April 13. CBS San Francisco reports:
The federal government is funding the release of millions of Baby Chinook salmon into Battle Creek at the Coleman Federal Hatchery outside Red Bluff. Brett Galyean, deputy project leader at Coleman Federal Hatchery, said, “It’s a big day. It’s the first time in two years that we were able to release all the fish on station…. Because of the drought the last two years, the environmental conditions in the Sacramento River — warm water, low flow — caused us to truck fish.”… However, of the 12 million fish released, only one percent are expected to return to Battle Creek in three years to spawn.
April 29. Recent fishing report states:
This spring’s striper fishing on the Sacramento River has been going very well with daily limits of large Sacramento River striped bass. Most of the action has been from Colusa downriver through Verona as the Sacramento River is very low due to minimal releases from Keswick Dam and high volumes of irrigation pumping from the lower Sacramento River. Stripers mostly 18 to 24 inches are coming in daily with some very large female stripers 15 to 25 pounds coming in as well. Drifting live jumbo minnows has been working best in the daytime while black worms or white swim baits are working at night. The Coleman National Fish Hatchery has released the remaining 6 million fall-run juvenile salmon smolt into the Sacramento River. With low flows coupled with the massive irrigation pumping, the lower Sacramento River from Butte City downriver through Verona is extremely low, leaving exposed sand and gravel bars across the river. This is setting the stage for an incredible striper fishing as the smolts arrive in the lower Sacramento River. Striper fishing should be incredible as the stripers feed day and night on the hatchery salmon smolt just like last month when the first round of hatchery Sacramento River salmon smolt were released. Sacramento fishing.com fishing guide Dave Jacobs has witnessed countless striper boils as the spawning stripers have fed around the clock on the salmon smolts from Butte City downriver through Verona.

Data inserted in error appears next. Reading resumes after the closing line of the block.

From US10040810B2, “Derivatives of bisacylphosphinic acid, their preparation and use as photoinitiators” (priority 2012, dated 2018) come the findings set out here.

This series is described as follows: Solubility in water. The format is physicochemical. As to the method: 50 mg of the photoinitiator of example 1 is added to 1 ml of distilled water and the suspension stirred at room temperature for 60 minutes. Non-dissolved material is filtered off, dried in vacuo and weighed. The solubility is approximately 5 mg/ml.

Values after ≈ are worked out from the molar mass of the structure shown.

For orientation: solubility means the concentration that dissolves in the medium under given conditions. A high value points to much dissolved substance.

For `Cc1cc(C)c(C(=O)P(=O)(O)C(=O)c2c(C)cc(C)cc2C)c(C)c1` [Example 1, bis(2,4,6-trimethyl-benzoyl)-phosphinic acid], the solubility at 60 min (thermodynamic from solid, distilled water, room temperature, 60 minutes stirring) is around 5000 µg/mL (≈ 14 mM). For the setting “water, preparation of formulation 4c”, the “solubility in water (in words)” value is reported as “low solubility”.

May 1. Yet another fishing report notes:
The striper action has been incredible for the past several weeks. While many of the stripers are post spawn they are hanging out and destroying recent salmon plants coming out of the hatcheries…. Before the past weekend, he found great action on the Feather River, but heavy boat traffic over the weekend slowed down the Feather since an armada showed up. Salmon smolts were released in the Feather this past week, and the combination of low flows and clear water made for a killing zone for the smolts…. The bite lasted until most of the baby salmon made it to the Sacramento River, and I was able to follow them down the Sacramento a couple of miles until the fishing got tough…. The California Department Fish and Wildlife hatchery on the Feather river is planning on releasing their final stock of 1 million into the Feather river instead of trucking them around the river and Delta pumps to the Suisun Bay. The Federal hatchery on Battle creek released 4 plus million salmon fry this past week and will dumping an additional 1.9 million fall run fish into Battle Creek this coming Friday. The is [sic] opposed to these releases due to the current lower flows and clear water. With high numbers of spawning stripers and low / clear flows most of these fish will never make it as far as Sacramento. Past studies have shown that 94% of hatchery salmon released on the upper Sac never make it to San Pablo bay in these conditions.
May 2. SacBee Fishing continues the theme:
SACRAMENTO RIVER, Red Bluff to Colusa – Salmon smolts have been released from Coleman National Fish Hatchery, and are expected to fuel a hot striper bite from Butte City to Verona. The river is dropping, which caused many of the stripers to drop downstream last week. Anglers now expect stripers to move upriver to feed on the salmon smolts.
Sacramento River Conditions
The Sacramento River water quality Basin Plan objective requires no water temperature greater than 56°F upstream of Hamilton City and no temperature greater than 68°F upstream of Sacramento. Water temperature Red Bluff (upstream of Hamilton City) has already reached a daily average of 62°F, well above the required limit (and this with Shasta full of cold water). Water temperatures below Hamilton City have reached 69°F (at Wilkins Slough). Downstream-migrating smolts are stressed and more vulnerable to predation as water temperatures approach 60°F, yet managers continue to release hatchery smolts from the Battle Creek and Feather River hatcheries. Adult winter-run and spring-run Chinook salmon, now migrating upstream in the Sacramento River, are also being stressed by water temperatures greater than 65°F. The 60-65°F range is optimal for striped bass feeding and metabolism. ARE THE HATCHERY SMOLTS SIMPLY CHUM FOR STRIPERS???